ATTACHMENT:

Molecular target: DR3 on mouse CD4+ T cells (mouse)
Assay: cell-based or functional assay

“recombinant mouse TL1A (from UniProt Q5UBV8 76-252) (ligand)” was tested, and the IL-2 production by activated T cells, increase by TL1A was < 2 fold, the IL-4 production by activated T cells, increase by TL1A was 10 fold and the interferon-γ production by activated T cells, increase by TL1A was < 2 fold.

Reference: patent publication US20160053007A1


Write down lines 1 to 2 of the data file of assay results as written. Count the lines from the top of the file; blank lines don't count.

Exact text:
Molecular target: DR3 on mouse CD4+ T cells (mouse)
Assay: cell-based or functional assay